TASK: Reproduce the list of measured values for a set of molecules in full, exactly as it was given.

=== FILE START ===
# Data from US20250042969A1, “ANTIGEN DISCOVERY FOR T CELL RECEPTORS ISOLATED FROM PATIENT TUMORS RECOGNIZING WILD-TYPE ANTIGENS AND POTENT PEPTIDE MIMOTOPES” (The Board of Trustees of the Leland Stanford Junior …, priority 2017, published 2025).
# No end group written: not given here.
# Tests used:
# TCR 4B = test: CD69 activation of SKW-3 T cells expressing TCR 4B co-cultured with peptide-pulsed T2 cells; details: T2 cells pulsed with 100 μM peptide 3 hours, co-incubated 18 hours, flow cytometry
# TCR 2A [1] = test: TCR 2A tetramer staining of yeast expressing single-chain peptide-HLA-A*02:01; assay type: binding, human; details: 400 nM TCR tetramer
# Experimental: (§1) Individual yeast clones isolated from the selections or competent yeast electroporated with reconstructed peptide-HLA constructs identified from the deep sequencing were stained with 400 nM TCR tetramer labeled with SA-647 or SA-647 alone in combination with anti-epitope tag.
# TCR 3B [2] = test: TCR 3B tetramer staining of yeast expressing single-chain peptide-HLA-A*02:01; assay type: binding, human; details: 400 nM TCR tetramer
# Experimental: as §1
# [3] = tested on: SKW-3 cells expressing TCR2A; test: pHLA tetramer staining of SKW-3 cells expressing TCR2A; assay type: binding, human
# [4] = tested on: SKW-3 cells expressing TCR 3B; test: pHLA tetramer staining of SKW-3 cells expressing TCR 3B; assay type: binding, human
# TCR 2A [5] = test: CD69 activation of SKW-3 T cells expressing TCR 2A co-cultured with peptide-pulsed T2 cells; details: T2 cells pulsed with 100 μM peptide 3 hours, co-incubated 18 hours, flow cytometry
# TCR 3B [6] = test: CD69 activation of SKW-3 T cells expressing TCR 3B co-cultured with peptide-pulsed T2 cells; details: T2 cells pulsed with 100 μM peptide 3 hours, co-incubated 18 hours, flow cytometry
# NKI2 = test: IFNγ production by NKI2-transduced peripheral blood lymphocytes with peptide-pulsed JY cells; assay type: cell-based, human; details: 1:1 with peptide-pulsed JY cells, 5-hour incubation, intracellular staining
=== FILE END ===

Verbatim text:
# Data from US20250042969A1, “ANTIGEN DISCOVERY FOR T CELL RECEPTORS ISOLATED FROM PATIENT TUMORS RECOGNIZING WILD-TYPE ANTIGENS AND POTENT PEPTIDE MIMOTOPES” (The Board of Trustees of the Leland Stanford Junior …, priority 2017, published 2025).
# No end group written: not given here.
# Tests used:
# TCR 4B = test: CD69 activation of SKW-3 T cells expressing TCR 4B co-cultured with peptide-pulsed T2 cells; details: T2 cells pulsed with 100 μM peptide 3 hours, co-incubated 18 hours, flow cytometry
# TCR 2A [1] = test: TCR 2A tetramer staining of yeast expressing single-chain peptide-HLA-A*02:01; assay type: binding, human; details: 400 nM TCR tetramer
# Experimental: (§1) Individual yeast clones isolated from the selections or competent yeast electroporated with reconstructed peptide-HLA constructs identified from the deep sequencing were stained with 400 nM TCR tetramer labeled with SA-647 or SA-647 alone in combination with anti-epitope tag.
# TCR 3B [2] = test: TCR 3B tetramer staining of yeast expressing single-chain peptide-HLA-A*02:01; assay type: binding, human; details: 400 nM TCR tetramer
# Experimental: as §1
# [3] = tested on: SKW-3 cells expressing TCR2A; test: pHLA tetramer staining of SKW-3 cells expressing TCR2A; assay type: binding, human
# [4] = tested on: SKW-3 cells expressing TCR 3B; test: pHLA tetramer staining of SKW-3 cells expressing TCR 3B; assay type: binding, human
# TCR 2A [5] = test: CD69 activation of SKW-3 T cells expressing TCR 2A co-cultured with peptide-pulsed T2 cells; details: T2 cells pulsed with 100 μM peptide 3 hours, co-incubated 18 hours, flow cytometry
# TCR 3B [6] = test: CD69 activation of SKW-3 T cells expressing TCR 3B co-cultured with peptide-pulsed T2 cells; details: T2 cells pulsed with 100 μM peptide 3 hours, co-incubated 18 hours, flow cytometry
# NKI2 = test: IFNγ production by NKI2-transduced peripheral blood lymphocytes with peptide-pulsed JY cells; assay type: cell-based, human; details: 1:1 with peptide-pulsed JY cells, 5-hour incubation, intracellular staining